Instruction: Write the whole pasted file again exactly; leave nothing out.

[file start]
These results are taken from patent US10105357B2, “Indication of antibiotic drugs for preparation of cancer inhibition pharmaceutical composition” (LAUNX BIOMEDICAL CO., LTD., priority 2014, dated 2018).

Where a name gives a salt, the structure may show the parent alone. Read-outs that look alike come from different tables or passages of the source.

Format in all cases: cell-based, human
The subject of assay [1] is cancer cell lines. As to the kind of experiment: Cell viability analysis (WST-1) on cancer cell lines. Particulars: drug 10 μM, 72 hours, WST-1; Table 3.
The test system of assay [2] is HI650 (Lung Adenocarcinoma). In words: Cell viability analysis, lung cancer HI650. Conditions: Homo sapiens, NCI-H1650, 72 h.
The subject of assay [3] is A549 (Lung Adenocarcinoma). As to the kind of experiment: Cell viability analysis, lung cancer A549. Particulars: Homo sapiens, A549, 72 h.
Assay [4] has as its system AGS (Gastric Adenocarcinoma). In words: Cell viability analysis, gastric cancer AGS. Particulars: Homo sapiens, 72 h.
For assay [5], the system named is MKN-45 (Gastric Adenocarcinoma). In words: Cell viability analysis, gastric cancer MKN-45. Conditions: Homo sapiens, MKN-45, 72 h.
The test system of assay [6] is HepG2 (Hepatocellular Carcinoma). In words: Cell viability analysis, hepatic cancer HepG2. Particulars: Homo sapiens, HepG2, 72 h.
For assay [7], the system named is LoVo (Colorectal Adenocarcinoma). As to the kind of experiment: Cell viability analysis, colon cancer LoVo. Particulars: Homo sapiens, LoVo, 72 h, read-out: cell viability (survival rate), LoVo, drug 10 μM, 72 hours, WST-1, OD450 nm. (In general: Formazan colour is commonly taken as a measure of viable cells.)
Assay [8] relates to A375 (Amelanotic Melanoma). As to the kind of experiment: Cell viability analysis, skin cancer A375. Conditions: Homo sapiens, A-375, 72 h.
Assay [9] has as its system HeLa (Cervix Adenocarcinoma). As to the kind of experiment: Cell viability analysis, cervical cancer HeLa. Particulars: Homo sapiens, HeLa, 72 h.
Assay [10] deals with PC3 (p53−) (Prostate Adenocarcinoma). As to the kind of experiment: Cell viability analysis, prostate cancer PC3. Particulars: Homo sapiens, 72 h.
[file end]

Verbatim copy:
These results are taken from patent US10105357B2, “Indication of antibiotic drugs for preparation of cancer inhibition pharmaceutical composition” (LAUNX BIOMEDICAL CO., LTD., priority 2014, dated 2018).

Where a name gives a salt, the structure may show the parent alone. Read-outs that look alike come from different tables or passages of the source.

Format in all cases: cell-based, human
The subject of assay [1] is cancer cell lines. As to the kind of experiment: Cell viability analysis (WST-1) on cancer cell lines. Particulars: drug 10 μM, 72 hours, WST-1; Table 3.
The test system of assay [2] is HI650 (Lung Adenocarcinoma). In words: Cell viability analysis, lung cancer HI650. Conditions: Homo sapiens, NCI-H1650, 72 h.
The subject of assay [3] is A549 (Lung Adenocarcinoma). As to the kind of experiment: Cell viability analysis, lung cancer A549. Particulars: Homo sapiens, A549, 72 h.
Assay [4] has as its system AGS (Gastric Adenocarcinoma). In words: Cell viability analysis, gastric cancer AGS. Particulars: Homo sapiens, 72 h.
For assay [5], the system named is MKN-45 (Gastric Adenocarcinoma). In words: Cell viability analysis, gastric cancer MKN-45. Conditions: Homo sapiens, MKN-45, 72 h.
The test system of assay [6] is HepG2 (Hepatocellular Carcinoma). In words: Cell viability analysis, hepatic cancer HepG2. Particulars: Homo sapiens, HepG2, 72 h.
For assay [7], the system named is LoVo (Colorectal Adenocarcinoma). As to the kind of experiment: Cell viability analysis, colon cancer LoVo. Particulars: Homo sapiens, LoVo, 72 h, read-out: cell viability (survival rate), LoVo, drug 10 μM, 72 hours, WST-1, OD450 nm. (In general: Formazan colour is commonly taken as a measure of viable cells.)
Assay [8] relates to A375 (Amelanotic Melanoma). As to the kind of experiment: Cell viability analysis, skin cancer A375. Conditions: Homo sapiens, A-375, 72 h.
Assay [9] has as its system HeLa (Cervix Adenocarcinoma). As to the kind of experiment: Cell viability analysis, cervical cancer HeLa. Particulars: Homo sapiens, HeLa, 72 h.
Assay [10] deals with PC3 (p53−) (Prostate Adenocarcinoma). As to the kind of experiment: Cell viability analysis, prostate cancer PC3. Particulars: Homo sapiens, 72 h.